Monday, December 7, 2009

Tim Hurson's Think Better was a decent read attempting to change the way I approach problem solving. His anecdotal stories where interesting. I particularly enjoyed the notion that simple twine around an elephant's leg will be enough to keep said elephant in place. The elephant was chained as a baby and is trained to think that the anklet demands they stay put--despite the fact they they could easily break the twine. Often times, people get caught in this elephant mentality. We accept a small set of circumstances to define our broader environment. This limits innovation, creativity, and the willingness to change to stay ahead of the curve. In business, an unwillingness to look in new directions and "break the twine" will likely spell the demise of the firm. The biggest problem is that most businesses are unwilling to recognize that they are bound by the twine. Other businesses recognize the twine, but are unwilling to break it and move in a new direction.

Hurson quickly moves towards what he describes as the Productive Thinking Model. The interesting thought here is that Hurson believes that one model can be adapted to fit every situation. I tend to agree with Roger Martin's Opposable Mind in that there is no way to model the world. But Hurson makes some valid overarching points. The stepwise structure delivered is:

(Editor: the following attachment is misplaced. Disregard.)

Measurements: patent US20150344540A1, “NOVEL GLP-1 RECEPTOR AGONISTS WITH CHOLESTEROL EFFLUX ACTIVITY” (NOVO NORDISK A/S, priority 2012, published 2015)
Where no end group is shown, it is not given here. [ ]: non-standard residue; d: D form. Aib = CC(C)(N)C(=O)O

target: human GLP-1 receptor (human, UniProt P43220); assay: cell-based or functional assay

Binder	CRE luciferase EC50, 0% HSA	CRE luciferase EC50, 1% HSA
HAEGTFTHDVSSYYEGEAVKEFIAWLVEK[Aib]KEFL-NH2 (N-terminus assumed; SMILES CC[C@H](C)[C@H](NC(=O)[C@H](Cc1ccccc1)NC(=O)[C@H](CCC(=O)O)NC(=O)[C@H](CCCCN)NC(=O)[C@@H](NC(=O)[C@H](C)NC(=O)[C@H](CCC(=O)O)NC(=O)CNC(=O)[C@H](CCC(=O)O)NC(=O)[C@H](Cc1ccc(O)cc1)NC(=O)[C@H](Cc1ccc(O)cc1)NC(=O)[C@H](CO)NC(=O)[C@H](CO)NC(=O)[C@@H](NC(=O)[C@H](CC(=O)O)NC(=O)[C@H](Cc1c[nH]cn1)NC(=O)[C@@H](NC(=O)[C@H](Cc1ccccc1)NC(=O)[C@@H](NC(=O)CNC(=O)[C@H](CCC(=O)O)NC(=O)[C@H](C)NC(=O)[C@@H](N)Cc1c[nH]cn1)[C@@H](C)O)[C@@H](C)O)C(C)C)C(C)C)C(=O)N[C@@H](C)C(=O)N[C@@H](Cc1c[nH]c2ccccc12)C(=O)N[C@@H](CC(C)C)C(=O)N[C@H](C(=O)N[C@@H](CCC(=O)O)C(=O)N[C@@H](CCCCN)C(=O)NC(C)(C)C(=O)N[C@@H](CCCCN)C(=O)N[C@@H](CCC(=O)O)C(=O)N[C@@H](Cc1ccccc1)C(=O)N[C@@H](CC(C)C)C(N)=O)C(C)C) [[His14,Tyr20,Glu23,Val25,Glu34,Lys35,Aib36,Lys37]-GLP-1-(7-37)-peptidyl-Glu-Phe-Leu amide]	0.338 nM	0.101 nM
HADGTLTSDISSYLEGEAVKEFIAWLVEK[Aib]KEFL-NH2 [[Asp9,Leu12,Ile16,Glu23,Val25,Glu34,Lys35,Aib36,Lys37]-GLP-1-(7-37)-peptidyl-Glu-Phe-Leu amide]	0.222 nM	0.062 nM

What's Going on?
What's Success?
What's the Question?
Generate Answers
Forge the Solution
Align Resources

Most of these ideals have been preached consistently throughout the DST class. This gives Hurson credibility. But I am tired of "magic framework" proclamations. The highlight of the book were the quotes Hurson would reference before each chapter. I'll leave you with those and you can feel confident that you have a extracted the most value from the book.

"Creativity is not an escape from disciplined thinking. It is an escape with disciplined thinking." -- Jerry Hirschberg

"Discontent is the 1st step in the progress of a nation or a man." --Oscar Wilde

"We can see the past but not influence. We can influence the future but not see it." -- Stewart Brand

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